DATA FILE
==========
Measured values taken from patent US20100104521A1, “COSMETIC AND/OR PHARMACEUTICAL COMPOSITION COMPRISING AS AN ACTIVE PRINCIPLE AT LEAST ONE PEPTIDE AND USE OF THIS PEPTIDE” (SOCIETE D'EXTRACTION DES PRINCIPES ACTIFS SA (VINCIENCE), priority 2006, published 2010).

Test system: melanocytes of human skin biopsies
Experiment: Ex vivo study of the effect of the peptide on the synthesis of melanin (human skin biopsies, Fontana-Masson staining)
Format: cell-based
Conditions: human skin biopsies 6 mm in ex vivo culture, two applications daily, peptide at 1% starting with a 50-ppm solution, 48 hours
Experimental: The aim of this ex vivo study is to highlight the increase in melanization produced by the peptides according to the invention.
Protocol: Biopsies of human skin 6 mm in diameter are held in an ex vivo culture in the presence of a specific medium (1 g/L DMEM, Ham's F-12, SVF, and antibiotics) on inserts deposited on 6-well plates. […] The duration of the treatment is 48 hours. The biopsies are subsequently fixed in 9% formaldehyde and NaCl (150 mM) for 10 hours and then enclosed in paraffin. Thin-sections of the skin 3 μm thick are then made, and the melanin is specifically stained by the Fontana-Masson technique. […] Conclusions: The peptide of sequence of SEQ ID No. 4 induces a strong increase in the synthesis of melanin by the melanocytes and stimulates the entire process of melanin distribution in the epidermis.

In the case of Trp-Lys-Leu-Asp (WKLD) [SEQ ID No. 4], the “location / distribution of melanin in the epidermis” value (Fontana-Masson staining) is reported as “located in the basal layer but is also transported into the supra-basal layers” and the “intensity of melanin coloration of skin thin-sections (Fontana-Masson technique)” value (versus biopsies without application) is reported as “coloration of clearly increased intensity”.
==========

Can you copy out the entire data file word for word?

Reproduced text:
Measured values taken from patent US20100104521A1, “COSMETIC AND/OR PHARMACEUTICAL COMPOSITION COMPRISING AS AN ACTIVE PRINCIPLE AT LEAST ONE PEPTIDE AND USE OF THIS PEPTIDE” (SOCIETE D'EXTRACTION DES PRINCIPES ACTIFS SA (VINCIENCE), priority 2006, published 2010).

Test system: melanocytes of human skin biopsies
Experiment: Ex vivo study of the effect of the peptide on the synthesis of melanin (human skin biopsies, Fontana-Masson staining)
Format: cell-based
Conditions: human skin biopsies 6 mm in ex vivo culture, two applications daily, peptide at 1% starting with a 50-ppm solution, 48 hours
Experimental: The aim of this ex vivo study is to highlight the increase in melanization produced by the peptides according to the invention.
Protocol: Biopsies of human skin 6 mm in diameter are held in an ex vivo culture in the presence of a specific medium (1 g/L DMEM, Ham's F-12, SVF, and antibiotics) on inserts deposited on 6-well plates. […] The duration of the treatment is 48 hours. The biopsies are subsequently fixed in 9% formaldehyde and NaCl (150 mM) for 10 hours and then enclosed in paraffin. Thin-sections of the skin 3 μm thick are then made, and the melanin is specifically stained by the Fontana-Masson technique. […] Conclusions: The peptide of sequence of SEQ ID No. 4 induces a strong increase in the synthesis of melanin by the melanocytes and stimulates the entire process of melanin distribution in the epidermis.

In the case of Trp-Lys-Leu-Asp (WKLD) [SEQ ID No. 4], the “location / distribution of melanin in the epidermis” value (Fontana-Masson staining) is reported as “located in the basal layer but is also transported into the supra-basal layers” and the “intensity of melanin coloration of skin thin-sections (Fontana-Masson technique)” value (versus biopsies without application) is reported as “coloration of clearly increased intensity”.